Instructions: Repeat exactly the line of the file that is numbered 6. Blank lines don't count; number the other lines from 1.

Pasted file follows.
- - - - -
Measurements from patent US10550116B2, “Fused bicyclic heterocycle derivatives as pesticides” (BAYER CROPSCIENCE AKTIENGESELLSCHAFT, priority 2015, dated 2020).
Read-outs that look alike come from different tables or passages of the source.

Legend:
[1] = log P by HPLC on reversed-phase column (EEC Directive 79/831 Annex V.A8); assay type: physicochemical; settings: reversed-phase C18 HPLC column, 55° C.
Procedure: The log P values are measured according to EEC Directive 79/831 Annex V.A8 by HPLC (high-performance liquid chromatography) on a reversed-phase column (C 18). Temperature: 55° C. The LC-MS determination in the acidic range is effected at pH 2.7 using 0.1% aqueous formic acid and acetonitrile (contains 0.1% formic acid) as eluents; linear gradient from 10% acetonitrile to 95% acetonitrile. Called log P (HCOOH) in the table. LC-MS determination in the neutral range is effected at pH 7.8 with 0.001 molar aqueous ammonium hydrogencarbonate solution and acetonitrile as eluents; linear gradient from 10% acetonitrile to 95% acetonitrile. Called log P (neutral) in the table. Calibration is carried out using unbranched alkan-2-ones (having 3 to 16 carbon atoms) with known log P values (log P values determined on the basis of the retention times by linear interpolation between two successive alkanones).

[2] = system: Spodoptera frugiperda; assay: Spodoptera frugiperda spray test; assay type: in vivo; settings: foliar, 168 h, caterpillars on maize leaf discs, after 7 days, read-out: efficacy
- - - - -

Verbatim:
[2] = system: Spodoptera frugiperda; assay: Spodoptera frugiperda spray test; assay type: in vivo; settings: foliar, 168 h, caterpillars on maize leaf discs, after 7 days, read-out: efficacy